The Legend of Ulenspiegel by Charles de Coster Book I Chapter 4

At Damme they called Ulenspiegel’s father Claes the Kooldraeger or coalman: Claes had a black fell, eyes shining bright, a skin the same colour as his wares, except on Sundays and feast days, when there was great plenty of soap in the cottage. He was short, square, and strong, and of a gay countenance.

When the day was ended and the evening shadows were falling, if he went to some tavern on the Bruges road, to wash out his coal-blackened gullet with cuyte, all the women taking the cool air on their doorsteps would call out a friendly greeting:

“Good even and clear beer, coalman!”

“Good even and a wakeful husband,” Claes would reply.

The lasses coming back from the fields in troops used to plant themselves all in front of him so as to prevent him from going on, and would say:

“What will you give for your right of way: scarlet ribbon, gilt buckle, velvet shoon, or florin in the pouch?”

But Claes would take one round the waist and kiss her cheeks or her neck, according to which fresh skin was nearest his mouth, then he would say:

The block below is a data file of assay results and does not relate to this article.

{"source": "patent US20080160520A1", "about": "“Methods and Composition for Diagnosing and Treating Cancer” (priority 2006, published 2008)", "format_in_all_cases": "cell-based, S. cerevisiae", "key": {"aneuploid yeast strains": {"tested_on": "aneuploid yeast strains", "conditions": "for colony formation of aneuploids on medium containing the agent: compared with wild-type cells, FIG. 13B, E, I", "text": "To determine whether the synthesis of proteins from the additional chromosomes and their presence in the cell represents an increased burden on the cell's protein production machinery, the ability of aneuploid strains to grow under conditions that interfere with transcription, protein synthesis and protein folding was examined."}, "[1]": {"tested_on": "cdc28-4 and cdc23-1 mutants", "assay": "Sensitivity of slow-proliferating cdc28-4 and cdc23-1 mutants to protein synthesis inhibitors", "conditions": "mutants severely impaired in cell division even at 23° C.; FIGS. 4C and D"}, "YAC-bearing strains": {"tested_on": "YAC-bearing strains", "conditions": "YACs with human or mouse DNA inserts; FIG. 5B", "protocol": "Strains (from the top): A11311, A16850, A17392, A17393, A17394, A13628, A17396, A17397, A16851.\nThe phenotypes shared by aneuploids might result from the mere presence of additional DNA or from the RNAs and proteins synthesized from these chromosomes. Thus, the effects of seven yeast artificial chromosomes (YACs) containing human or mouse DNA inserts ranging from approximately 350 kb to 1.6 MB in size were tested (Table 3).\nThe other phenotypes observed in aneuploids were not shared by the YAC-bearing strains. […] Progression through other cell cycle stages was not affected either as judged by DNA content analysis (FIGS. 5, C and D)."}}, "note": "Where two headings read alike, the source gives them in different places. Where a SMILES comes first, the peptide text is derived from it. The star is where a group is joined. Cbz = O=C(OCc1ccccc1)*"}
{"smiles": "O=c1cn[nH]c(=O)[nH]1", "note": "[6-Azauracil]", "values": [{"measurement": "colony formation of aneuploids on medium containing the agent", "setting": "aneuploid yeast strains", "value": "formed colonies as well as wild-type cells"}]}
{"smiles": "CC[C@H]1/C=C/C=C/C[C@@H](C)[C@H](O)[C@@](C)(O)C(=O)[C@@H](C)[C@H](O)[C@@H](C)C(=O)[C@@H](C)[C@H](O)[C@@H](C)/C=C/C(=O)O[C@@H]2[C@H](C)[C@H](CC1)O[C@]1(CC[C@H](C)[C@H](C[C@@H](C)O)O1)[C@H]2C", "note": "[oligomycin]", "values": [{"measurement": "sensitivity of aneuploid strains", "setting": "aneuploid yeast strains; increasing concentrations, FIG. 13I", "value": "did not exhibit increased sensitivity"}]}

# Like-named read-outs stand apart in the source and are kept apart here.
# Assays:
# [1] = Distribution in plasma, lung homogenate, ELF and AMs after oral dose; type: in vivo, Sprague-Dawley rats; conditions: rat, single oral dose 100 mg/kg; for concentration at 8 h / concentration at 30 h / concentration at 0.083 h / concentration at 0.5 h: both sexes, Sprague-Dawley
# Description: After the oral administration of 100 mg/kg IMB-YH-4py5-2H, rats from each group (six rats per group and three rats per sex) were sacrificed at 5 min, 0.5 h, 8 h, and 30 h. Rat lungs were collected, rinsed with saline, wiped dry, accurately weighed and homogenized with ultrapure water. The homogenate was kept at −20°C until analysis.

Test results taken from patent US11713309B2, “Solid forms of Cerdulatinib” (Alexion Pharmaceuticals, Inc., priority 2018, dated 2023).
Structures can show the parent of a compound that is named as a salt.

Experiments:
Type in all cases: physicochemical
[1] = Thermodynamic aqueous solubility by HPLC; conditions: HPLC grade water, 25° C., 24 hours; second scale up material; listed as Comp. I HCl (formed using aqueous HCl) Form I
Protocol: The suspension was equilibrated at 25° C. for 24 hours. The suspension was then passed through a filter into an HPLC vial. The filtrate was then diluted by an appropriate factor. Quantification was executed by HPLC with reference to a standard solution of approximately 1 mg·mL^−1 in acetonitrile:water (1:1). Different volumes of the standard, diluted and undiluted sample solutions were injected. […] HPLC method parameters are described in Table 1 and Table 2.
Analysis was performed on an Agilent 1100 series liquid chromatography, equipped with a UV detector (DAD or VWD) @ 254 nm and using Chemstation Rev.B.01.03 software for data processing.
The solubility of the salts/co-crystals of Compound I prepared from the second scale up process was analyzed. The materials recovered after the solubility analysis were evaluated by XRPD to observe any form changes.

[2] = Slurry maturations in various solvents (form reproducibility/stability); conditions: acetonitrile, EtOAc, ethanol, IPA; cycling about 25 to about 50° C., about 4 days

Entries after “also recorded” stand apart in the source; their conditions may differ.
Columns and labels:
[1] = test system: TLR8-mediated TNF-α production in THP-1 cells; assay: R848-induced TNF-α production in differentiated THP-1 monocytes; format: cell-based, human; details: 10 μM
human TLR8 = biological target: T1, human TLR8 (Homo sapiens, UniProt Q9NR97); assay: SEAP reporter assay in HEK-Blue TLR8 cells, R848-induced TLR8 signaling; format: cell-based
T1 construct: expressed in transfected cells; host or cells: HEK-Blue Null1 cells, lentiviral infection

“Ask your lovers, darlings, ask your lovers for the rest.”

Then they would go off in bursts of laughter.

The boys knew Claes by his big voice and the clatter of his shoes. Running to him they would say:

“Good evening, coalman.”

“God give you the like, my cherublings,” Claes would answer, “but don’t come too close, or I shall turn you into blackamoors.”

The little fellows, being bold, would come close all the same; and then he would seize one by the tunic, and rubbing his soft little muzzle with his smutty hands, would send him back like that, laughing in spite of it, to the great delight of all the others.

Soetkin, Claes’s wife, was a good helpmeet, early as the dawn and diligent as the ant.

She and Claes tilled their field together, yoking themselves like oxen to the plough. Hard and toilsome was the dragging, but harder still the harrowing when that rustic engine must tear the stiff earth with its wooden teeth. Yet always they worked light-hearted, singing some ballad song.

And in vain was the earth stony hard; in vain did the sun dart his hottest beams upon them: dragging the harrow, bending at the knees, it was as naught that they must strain their loins cruelly; when they would pause, and Soetkin turn toward Claes her gentle face, and Claes kiss that mirror of a tender heart, then, ah, then, they would forget their utter weariness.